The next portion of the paper analyses the film “The Revolution is Us” by David C. Stone. She criticizes this documentary by saying that it only tells a single story of what it means to be Cuban under the Revolution. In this instance she is referring to this Pacheco, who in the mind tells the story of what it means to be Cuban in the eyes of a manipulative government. Pacheco is a man who mentions that he would die for the revolution and feels that he in forever indented or at the service of the Revolution. Later on in this section Guerra mentions the “absence of all the most integrated Cubans from the collection deliberately provides tunnel vision into Cuban society; yet this is an advantage in that one sees citizen- deputies actively
Watching Mikhail Kalatozov’s film I am Cuba (1967) is a moving cinematic experience. In the beginning, the film portrays a stereotypical Cuba through a carefree party on the rooftop and the contrasting scenes of the prostitute’s destitute village and the glamorous casino. The film depicts how Cuba moves from a repressed country to an epicenter of revolution through four vignettes in which each builds momentum to the next and an overall narrator that bridges the stories. The film narrates a movement starting with how the oppressive capitalists exploit Cuba and push the people over the edge. In the second half, the Cuban people move from passivity to actions, shown by a university protest and a villager joining the militia in a revolution to overthrow the corrupt regime. Among the vignettes, Enrique’s leadership in the university student protest stands out the most. Complemented by the shift in the camera’s perspective of space in relation to characters, it is a crucial turning point where the plot changes from the focus on a powerless individual to a vision depicting the power of collective action.
The effects of the Cuban Revolution on women’s lives and gender relations in Cuba from 1959 to 1990 include that some say women have not reached equality yet with men, women gained more opportunities for themselves, economy and politics, and also how women still had responsibility for children and home, not men.
The Effects of the Cuban Revolution on Women’s lives and Gender relations in Cuba from 1959 to 1990
Prostitution, also referred to as “the oldest profession,” has always been a controversial and challenging social issue. It is practiced in many different forms including: call girls, convention prostitutes, apartment prostitutes, hotel prostitutes, house prostitutes, bar girls, streetwalkers, and parking lot lizards (). Civilizations such as the Samarians, and countries including Morocco and parts of India engaged in a form of prostitution known as temple prostitution. Temple prostitution is based on the belief that “generative activity of human beings possessed a mysterious and sacred influence in promoting the fertility of nature” (Clarkson). In other civilizations, such as the Roman and Byzantine Empires, prostitution was looked upon as less of a religious ceremony, and more of a sin practiced by “women of evil life” (ProCon.org). Today those differentiating view are still present in modern society, but there are also new ideologies surrounding the everlasting presence of prostitution. This Essay will use the Symbolic Interactionism Theory to identify those new ideologies, and evaluate the meaning of prostitution within three relationship: the husband and wife, the Call girl and client, and the Pimp and the sex trafficking victim.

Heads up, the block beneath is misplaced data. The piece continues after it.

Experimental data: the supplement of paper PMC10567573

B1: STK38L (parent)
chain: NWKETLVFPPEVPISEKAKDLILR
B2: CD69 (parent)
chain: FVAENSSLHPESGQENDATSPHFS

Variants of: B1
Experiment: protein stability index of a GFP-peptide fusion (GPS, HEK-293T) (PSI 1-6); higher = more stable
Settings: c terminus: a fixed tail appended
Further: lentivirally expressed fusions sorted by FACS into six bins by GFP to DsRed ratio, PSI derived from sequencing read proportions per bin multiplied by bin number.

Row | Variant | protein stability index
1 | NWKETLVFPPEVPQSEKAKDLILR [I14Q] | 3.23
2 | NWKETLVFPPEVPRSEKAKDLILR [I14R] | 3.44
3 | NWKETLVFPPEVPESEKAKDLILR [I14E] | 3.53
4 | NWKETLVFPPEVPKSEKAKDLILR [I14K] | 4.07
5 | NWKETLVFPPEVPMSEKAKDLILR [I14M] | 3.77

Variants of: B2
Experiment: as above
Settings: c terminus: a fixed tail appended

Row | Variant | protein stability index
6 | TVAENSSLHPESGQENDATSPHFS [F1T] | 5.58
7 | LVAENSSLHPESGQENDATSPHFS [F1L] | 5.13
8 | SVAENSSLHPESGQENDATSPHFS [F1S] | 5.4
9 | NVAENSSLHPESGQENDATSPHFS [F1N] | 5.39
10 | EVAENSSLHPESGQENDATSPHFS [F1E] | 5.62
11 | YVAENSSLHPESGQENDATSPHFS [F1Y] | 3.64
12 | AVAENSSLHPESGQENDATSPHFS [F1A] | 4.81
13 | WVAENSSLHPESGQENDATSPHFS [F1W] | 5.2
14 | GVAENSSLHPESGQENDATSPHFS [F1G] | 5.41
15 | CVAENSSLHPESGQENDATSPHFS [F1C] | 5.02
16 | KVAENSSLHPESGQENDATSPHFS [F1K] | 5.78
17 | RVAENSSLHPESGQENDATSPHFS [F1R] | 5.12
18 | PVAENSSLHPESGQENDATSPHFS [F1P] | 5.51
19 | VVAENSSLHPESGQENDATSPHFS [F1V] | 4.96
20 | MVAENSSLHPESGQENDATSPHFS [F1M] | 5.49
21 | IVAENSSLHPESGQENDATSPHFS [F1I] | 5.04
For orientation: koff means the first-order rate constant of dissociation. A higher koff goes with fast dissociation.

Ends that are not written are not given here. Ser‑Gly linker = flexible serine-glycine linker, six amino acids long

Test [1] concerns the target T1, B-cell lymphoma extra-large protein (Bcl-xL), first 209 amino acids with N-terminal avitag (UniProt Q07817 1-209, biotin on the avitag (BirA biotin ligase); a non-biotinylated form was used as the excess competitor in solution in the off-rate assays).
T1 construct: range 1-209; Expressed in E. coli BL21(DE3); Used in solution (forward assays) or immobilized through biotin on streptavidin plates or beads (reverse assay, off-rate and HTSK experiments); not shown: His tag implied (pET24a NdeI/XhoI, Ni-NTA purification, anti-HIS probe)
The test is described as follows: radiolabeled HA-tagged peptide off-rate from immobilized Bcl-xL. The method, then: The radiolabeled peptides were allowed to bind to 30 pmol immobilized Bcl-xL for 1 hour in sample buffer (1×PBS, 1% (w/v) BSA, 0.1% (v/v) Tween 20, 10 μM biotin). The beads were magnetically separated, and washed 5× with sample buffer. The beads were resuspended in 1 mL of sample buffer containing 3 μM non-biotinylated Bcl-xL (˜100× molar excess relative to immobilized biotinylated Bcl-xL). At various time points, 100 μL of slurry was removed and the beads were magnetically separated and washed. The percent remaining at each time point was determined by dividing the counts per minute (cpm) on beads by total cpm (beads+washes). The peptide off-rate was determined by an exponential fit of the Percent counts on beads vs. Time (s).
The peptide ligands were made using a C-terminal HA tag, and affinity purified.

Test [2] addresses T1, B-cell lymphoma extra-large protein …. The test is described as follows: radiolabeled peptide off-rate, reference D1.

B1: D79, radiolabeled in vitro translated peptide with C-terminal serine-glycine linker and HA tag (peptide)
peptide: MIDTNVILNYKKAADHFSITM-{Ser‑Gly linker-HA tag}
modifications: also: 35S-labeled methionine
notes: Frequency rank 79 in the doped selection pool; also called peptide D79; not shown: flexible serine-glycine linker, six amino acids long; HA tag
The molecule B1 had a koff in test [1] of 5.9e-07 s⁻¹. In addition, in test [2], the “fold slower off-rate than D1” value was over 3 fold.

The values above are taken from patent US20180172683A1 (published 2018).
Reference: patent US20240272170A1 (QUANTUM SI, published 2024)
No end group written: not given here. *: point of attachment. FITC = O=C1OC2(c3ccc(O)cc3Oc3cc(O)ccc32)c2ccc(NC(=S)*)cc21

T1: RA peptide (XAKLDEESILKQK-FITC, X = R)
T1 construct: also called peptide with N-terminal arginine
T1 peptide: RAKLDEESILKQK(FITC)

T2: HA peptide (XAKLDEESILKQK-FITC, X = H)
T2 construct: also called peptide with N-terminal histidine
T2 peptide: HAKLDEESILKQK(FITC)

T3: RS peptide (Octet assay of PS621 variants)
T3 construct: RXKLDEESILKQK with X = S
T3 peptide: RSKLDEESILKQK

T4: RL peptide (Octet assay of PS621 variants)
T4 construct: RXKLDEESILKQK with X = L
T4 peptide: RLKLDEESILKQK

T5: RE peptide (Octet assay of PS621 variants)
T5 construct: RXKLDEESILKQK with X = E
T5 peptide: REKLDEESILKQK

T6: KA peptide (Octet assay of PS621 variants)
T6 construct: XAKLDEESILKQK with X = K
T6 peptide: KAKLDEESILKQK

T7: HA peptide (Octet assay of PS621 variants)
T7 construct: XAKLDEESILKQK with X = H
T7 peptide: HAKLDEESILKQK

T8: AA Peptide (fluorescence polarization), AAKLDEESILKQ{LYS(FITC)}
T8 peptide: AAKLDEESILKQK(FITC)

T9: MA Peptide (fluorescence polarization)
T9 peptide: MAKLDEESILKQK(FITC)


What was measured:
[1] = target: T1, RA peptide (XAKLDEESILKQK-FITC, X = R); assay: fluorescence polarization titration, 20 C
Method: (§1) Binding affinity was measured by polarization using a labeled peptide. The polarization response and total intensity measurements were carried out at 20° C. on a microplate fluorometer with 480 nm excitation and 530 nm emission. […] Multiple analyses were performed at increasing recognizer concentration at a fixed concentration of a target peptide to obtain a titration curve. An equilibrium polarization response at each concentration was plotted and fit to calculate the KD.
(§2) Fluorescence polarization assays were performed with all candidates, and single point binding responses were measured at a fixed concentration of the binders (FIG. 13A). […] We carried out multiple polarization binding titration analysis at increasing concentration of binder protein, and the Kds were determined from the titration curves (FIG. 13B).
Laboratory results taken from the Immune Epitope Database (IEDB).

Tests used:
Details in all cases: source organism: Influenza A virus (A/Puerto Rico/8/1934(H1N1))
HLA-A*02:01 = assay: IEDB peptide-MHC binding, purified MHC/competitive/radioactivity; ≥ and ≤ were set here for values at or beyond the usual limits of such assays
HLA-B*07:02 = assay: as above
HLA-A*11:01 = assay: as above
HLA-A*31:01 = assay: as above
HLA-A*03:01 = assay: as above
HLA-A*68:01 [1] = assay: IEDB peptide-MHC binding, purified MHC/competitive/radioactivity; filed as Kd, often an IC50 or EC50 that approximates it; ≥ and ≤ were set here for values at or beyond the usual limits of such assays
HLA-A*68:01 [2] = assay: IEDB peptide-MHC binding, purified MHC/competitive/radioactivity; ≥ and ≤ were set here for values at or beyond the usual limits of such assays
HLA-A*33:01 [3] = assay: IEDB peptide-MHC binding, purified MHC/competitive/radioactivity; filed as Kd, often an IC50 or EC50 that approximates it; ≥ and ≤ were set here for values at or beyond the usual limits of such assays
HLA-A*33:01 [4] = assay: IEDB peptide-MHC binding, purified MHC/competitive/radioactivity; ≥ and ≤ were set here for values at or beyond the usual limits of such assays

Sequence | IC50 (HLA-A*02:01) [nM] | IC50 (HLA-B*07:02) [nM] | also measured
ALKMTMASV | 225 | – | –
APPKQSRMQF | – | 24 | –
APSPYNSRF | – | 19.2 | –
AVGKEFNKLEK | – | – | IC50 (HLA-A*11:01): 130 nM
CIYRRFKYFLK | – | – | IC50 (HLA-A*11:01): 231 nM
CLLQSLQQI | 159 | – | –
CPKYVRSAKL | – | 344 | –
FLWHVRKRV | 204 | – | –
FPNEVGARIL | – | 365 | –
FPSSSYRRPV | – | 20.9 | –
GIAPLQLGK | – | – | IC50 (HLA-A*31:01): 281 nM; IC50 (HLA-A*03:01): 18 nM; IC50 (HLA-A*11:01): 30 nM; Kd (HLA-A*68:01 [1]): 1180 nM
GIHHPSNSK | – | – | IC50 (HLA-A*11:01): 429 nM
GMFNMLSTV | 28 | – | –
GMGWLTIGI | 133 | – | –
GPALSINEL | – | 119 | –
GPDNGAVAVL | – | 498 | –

Claire E. Sterk, the author of the article of “Fieldwork on Prostitution in the Era of Aids”
Cuba is merely one example of a society. Juan Cabrera is simply an ordinary example of an individual. What The Lonely Crossing of Juan Cabrera by J. Joaquin Fraxedas bring to light is the extraordinary effects of stepping outside the comfort zone of following the expectations of those that lead our governments. Although the situation was unlike our own it highlights what could very well could have
One Marielito remarked on his venture to the United States, “Well, if I’m looking back 30 years ago, the decision of just leaving the country, getting to the embassy, I think it’s that it was a blessing of having the opportunity to leave the country, and especially to come here directly to the US. We didn’t have no hopes to come here. And I think that I have a wonderful family, many opportunities throughout my life.” The American Promise, in the ideal sense became a tangible and practical element within society for exiles, as it made clear the goals and aspirations of the exile community. Exiles seem to share similar sentiments in not wanting to return to Cuba, amidst the history of suppression, oppression, and hardships. “I’m super grateful to this country. I’m grateful to everything. I mean, this is my life. There’s no way I’d go back. Even if anybody would tell me, here, you got your house back in Cuba, I would never go back.” This sentiment summarizes and represents the mindsets of many exiles, at their time of expedition to America, and